The NoSQL Movement

The NOSQL movement that has recently taken on a momentum of its own, NoSQL is not an out pouring of frustration with databases, but is taken to stand for ‘Not Only’ SQL, and is seen as response to technical architectures where traditional database/data query technologies are not the ‘de facto’ approach to data storage and management.

Personally I believe that this movement began with Eric Brewers CAP theorem in 2000. Brewer was talking about trade-off decisions that need to be made in highly scalable systems. He postulated that there were three core system requirements that any distributed system had to exhibit those of Consistency, Availability, and Partition tolerance hence the ‘CAP’ of CAP theorem. However he went on to make the distinction and state that any scalable system could only be guaranteed to have any two of these attributes.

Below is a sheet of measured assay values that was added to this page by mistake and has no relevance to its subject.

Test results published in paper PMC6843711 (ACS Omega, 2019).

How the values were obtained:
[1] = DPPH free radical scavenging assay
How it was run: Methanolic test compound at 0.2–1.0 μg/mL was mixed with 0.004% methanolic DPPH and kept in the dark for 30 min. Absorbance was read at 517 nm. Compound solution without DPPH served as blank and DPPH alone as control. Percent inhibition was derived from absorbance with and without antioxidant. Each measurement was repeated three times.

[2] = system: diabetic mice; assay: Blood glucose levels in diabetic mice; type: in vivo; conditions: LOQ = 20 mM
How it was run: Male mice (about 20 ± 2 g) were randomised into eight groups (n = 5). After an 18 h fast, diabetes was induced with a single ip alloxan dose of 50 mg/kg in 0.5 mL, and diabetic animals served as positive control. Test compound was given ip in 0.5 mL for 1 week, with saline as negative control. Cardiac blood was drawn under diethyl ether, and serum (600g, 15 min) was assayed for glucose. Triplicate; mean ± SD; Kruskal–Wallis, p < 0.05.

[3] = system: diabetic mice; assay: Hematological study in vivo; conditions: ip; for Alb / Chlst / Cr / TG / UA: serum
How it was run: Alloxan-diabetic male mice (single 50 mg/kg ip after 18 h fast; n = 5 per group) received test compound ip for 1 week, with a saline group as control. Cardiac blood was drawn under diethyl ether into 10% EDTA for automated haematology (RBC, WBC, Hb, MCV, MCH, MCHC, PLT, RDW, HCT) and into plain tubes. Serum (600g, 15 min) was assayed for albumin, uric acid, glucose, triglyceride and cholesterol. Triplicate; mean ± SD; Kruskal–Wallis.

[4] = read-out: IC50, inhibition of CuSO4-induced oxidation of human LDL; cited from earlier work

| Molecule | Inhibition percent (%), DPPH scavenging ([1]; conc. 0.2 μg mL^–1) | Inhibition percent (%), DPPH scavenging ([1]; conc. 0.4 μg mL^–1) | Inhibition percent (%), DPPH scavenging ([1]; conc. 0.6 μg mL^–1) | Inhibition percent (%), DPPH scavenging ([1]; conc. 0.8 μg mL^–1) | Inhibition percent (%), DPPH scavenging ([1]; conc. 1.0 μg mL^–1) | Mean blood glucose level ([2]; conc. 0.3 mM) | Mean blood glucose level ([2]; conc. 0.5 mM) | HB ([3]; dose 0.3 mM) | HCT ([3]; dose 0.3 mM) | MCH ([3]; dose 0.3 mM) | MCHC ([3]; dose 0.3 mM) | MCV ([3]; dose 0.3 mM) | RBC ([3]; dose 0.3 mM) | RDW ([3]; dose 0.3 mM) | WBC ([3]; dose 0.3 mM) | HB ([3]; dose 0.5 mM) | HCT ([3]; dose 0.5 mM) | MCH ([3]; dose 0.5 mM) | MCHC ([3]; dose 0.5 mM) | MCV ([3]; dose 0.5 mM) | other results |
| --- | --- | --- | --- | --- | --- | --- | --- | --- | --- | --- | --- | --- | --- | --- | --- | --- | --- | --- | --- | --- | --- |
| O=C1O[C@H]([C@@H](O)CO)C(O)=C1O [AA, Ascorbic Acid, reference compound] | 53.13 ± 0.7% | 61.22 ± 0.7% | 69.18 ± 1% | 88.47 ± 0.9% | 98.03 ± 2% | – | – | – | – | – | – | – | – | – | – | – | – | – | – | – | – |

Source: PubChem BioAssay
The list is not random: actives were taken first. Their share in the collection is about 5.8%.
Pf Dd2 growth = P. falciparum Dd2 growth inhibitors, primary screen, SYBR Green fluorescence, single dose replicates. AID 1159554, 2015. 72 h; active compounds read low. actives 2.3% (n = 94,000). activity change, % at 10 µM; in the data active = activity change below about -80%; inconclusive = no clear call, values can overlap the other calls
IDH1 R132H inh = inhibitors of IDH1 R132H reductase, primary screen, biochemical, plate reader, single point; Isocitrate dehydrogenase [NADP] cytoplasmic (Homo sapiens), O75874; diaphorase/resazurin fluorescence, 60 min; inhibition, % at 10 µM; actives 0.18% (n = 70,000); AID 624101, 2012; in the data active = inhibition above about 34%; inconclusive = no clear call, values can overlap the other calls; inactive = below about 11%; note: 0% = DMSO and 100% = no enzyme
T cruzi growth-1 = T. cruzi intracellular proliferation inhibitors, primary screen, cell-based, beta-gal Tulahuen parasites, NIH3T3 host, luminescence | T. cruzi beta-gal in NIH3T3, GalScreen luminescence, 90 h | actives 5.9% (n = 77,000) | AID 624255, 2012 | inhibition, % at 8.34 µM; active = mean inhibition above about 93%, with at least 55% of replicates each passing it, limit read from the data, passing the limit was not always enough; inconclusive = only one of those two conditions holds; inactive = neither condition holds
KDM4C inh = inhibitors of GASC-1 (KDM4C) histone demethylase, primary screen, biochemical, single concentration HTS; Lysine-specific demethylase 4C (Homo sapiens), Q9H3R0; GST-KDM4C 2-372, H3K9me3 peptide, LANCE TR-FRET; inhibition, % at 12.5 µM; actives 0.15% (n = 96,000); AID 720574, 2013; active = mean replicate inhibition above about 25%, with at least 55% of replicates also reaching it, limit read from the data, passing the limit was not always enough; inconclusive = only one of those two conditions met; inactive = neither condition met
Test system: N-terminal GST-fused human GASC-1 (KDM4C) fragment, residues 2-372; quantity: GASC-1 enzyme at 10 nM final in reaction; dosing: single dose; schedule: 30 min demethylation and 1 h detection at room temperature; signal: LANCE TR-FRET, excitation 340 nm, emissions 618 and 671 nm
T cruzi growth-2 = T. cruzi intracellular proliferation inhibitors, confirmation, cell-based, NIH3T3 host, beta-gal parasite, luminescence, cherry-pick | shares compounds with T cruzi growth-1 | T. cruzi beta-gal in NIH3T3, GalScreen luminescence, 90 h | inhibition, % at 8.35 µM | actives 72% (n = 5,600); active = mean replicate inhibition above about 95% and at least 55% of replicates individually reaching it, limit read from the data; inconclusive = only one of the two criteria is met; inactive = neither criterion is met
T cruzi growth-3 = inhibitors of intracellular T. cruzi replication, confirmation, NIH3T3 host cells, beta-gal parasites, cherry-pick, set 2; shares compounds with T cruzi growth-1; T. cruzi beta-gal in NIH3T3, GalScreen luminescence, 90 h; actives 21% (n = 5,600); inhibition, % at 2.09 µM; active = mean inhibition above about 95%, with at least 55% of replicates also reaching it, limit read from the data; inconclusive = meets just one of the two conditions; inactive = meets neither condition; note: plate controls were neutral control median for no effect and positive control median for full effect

The result of this was that Werner Vogels CTO of Amazon in 2008 coined the term ‘Eventual Consistency’, i.e that Availability and Partition tolerance were the running attributes that were most important and that system inconsistencies could be resolved in time i.e that continuous consistency is not usually required. As continuous consistency is the raison d’etre of the database, this has meant that the classic role of the RDBMS has changed or at least has undergone a rethink in the context of extremely scalable distributed processing. The fact many of the Internet scale businesses (Google, Amazon, Facebook etc) have been instrumental in developing ‘open source’ NoSQL products for their own line of business applications has added to the impetus behind this movement. The very nature and price point of cloud computing and storage for our enterprises, has meant that we are able to store, process, and analyze much more of our own business data, more often than not we are able to make use of the ‘NoSQL’ tools that have been developed by these leading internet business.